Thirty-two adults (median age 48 years) with acute myelogenous leukemia (excluding M3) have been treated with short-term intensive therapy (M90 therapy). After induction therapy with daunorubicin, cytosine arabinoside (araC), 6-mercaptopurine, prednisolone, mitoxantrone (MIT) and etoposide (VP16), three regimens of post-induction chemotherapy were conducted as short an intercycle time as possible. The first regimen was with MIT and VP16, the second with behenoyl-araC and aclarubicin and the third with VP16, araC, vincristine and vinblastine. No further therapy was given. Complete remission was achieved in 24 (75%) of 32 patients and 24% of all patients were projected to remain free of disease at 5 years. The median duration of the entire therapy was 120 days with a range of 95 to 157 days. Post-induction regimens resulted in severe myelosuppression and their toxicity included treatment-related death in one patient. The treatment results of this short-term therapy were comparable to a former treatment protocol, M84 therapy with a median duration of the entire treatment therapy of 515 days. To confirm the advantages of such short-term therapy, prospective randomized comparisons with conventional post-induction therapy may be required.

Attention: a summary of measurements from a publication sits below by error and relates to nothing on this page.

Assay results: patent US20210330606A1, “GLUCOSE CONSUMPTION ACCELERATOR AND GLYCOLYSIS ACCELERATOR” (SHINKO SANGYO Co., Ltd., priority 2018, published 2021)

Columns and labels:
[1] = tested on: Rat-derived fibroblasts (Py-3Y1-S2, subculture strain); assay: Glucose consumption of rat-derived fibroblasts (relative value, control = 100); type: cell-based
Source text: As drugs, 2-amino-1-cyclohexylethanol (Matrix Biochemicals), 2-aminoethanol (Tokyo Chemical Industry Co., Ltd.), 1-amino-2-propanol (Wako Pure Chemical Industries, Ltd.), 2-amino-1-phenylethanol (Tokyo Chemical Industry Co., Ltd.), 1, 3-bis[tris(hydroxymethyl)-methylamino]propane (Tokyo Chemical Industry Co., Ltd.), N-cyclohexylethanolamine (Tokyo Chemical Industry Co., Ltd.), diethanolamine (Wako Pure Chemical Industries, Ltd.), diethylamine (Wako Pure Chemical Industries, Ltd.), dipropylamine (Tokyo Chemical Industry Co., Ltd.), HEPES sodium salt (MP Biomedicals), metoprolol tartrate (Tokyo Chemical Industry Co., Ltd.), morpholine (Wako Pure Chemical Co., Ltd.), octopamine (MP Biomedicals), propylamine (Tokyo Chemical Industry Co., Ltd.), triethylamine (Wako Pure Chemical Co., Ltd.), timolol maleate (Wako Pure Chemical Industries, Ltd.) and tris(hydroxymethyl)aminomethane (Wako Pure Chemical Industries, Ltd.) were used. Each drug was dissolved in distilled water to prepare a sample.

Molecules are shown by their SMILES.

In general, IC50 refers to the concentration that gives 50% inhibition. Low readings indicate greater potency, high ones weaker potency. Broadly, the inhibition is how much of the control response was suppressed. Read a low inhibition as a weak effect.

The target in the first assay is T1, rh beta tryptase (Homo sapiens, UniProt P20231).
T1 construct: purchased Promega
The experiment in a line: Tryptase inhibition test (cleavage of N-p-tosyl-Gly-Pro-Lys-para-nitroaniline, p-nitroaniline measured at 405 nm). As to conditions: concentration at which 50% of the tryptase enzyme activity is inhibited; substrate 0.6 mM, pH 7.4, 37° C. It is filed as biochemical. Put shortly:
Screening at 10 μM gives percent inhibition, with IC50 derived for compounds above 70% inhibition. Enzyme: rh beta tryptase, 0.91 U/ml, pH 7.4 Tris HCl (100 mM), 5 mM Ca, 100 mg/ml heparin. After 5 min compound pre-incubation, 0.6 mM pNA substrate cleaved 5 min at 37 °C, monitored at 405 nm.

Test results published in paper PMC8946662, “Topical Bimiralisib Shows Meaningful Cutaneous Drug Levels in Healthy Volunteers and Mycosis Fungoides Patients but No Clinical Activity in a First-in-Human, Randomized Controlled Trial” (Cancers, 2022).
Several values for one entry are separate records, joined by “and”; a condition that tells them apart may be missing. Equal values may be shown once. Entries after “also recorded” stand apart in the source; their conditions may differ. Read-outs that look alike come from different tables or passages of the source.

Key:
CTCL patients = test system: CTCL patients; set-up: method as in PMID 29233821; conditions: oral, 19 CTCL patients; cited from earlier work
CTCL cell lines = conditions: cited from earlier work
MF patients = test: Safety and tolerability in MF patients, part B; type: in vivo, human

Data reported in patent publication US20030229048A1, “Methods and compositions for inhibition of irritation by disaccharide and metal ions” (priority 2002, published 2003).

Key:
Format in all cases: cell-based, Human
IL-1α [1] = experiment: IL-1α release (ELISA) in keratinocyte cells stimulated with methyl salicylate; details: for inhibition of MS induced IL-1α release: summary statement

|Number of pages||8|
|Journal||[Rinshō ketsueki] The Japanese journal of clinical hematology|
|Publication status||Published - 03-1997|
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